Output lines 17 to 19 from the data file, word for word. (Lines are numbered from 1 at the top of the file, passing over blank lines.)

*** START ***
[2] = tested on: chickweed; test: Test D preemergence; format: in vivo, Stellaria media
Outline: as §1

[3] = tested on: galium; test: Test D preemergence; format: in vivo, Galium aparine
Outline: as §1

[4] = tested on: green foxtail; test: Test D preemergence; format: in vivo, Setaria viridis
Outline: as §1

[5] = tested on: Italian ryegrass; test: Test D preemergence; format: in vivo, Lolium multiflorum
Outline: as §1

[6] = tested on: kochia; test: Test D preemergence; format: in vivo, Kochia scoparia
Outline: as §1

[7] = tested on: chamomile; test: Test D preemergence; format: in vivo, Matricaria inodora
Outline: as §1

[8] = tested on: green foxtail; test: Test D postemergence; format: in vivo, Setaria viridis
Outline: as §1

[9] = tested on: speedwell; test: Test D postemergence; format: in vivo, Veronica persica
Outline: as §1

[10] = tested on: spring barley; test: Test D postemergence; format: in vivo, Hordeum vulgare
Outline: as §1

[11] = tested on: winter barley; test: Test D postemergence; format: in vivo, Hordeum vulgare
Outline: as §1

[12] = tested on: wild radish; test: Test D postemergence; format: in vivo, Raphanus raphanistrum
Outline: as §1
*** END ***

[10] = tested on: spring barley; test: Test D postemergence; format: in vivo, Hordeum vulgare
Outline: as §1

[11] = tested on: winter barley; test: Test D postemergence; format: in vivo, Hordeum vulgare